SC²S Colloquium - March 2, 2016

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Date: March 2, 2016
Room: 02.07.023
Time: 3:00 pm, s.t.

Felix Scheffler: Design, Implementation and Evaluation of an Automatic Segmentation Algorithm in Live Cell Microscopy Imaging

In many computer vision applications, segmentation often serves as a preprocessing step for subsequent steps in the image processing pipeline. As such, automatic segmentation has been a large research focus for decades. Practical applications are as diverse as the set of techniques that have come up throught the last years. Recently, more and more effort has been put into research and development of automatic segmentation algorithms in the context of live cell microscopy imaging. It is primarily used as a preprocessing step for subsequent classification, motion tracking or other cell studies. A major driver for pipeline automation is the amount of imaging data that makes it inefficient and expensive to segment cell images manually. Major challenges for improving existent and developing new algorithms, especially in the context of non-invasive imaging techniques such as Phase-Contrast Microscopy, are poor contrast, low Signal-to-Noise ratios, partial cell transparancies, complex intensity inhomogeneities, diffraction-related artifacts (e.g. halos), cell overlapping and broken boundaries. As a result, common techniques such as thresholding or simple Watershed often fail. It has been shown that hybrid approaches, that is combining the strength of mulitple techniques, are likely to give superior performance. In this work, the problem of automatic segmentation in live cell imaging is subdivided into a cell detection step based on an unsupervised SIFT keypoint clustering approach and a subsequent segmentation step based on minimising an energy functional using coupled level sets. SIFT has been frequently proven to be one of the best blob detectors around. Similarly, level sets have shown to be especially useful for "difficult" settings due to its topological adaptivity as well as its capability of considering image-based and contour-based terms. In addition, a major methodological issue is the lack of comparability and reproducibility of different algorithms. This is primarily due to the absence of a common database of ground-truth-segmented reference images as well as inconsistencies in evaluation techniques and metrics. Thus, a common interactive database and segmentation tool, LabelMe, is introduced and a common evaluation strategy is proposed. Both are then used to evaluate the algorithm designed as part of this work against a set of state-of-the-art algorithms.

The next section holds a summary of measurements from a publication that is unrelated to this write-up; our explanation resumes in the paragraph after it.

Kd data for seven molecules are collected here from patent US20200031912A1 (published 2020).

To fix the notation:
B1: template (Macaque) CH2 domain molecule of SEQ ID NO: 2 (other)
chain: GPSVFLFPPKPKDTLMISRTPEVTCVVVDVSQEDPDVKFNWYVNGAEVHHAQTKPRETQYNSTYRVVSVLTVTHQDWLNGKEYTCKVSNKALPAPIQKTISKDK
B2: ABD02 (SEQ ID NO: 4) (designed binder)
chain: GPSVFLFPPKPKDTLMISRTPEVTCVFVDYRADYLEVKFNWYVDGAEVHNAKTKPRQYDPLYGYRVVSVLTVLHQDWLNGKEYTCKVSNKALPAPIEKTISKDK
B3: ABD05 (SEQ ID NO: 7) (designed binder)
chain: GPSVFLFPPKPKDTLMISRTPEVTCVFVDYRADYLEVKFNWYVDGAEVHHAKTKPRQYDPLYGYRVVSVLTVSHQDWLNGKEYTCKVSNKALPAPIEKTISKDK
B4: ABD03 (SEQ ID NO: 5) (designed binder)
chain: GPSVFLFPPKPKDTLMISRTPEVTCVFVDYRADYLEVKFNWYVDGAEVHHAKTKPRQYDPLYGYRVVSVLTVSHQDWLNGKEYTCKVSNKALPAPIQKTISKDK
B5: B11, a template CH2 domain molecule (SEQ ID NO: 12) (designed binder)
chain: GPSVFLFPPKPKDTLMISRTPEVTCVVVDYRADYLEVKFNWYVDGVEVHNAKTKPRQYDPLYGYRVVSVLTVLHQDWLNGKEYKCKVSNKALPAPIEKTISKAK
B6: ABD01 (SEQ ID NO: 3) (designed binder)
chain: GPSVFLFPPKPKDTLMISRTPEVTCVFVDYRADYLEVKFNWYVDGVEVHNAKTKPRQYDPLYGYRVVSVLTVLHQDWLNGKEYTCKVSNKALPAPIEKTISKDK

Felix Müller: Validation of a macroscopic traffic model with a microscopic simulation

This master's thesis is about a macroscopic model which considers a traffic flow from several start to several end points and which minimizes the sum of the travel time of all cars. This model is validated with a microscopic model. We therefore want to show that the results are realistic. The macroscopic model has to be validated because as a model it is a simplification of the reality. On the other hand, the microscopic model is more realistic because cars have in contrast to the macroscopic model an accelerating and decelerating behavior, can influence each other and they can drive on the crossings. This microscopic model uses the fastest ways of the macroscopic model to route the cars from starting points to endpoints. The new positions of the cars are thereby determined by a differential equation. To validate the macroscopic model we compare the evacuation times and use the microscopic assumptions that are not valid in the macroscopic model to draw conclusions about the macroscopic model and to recommend improvements.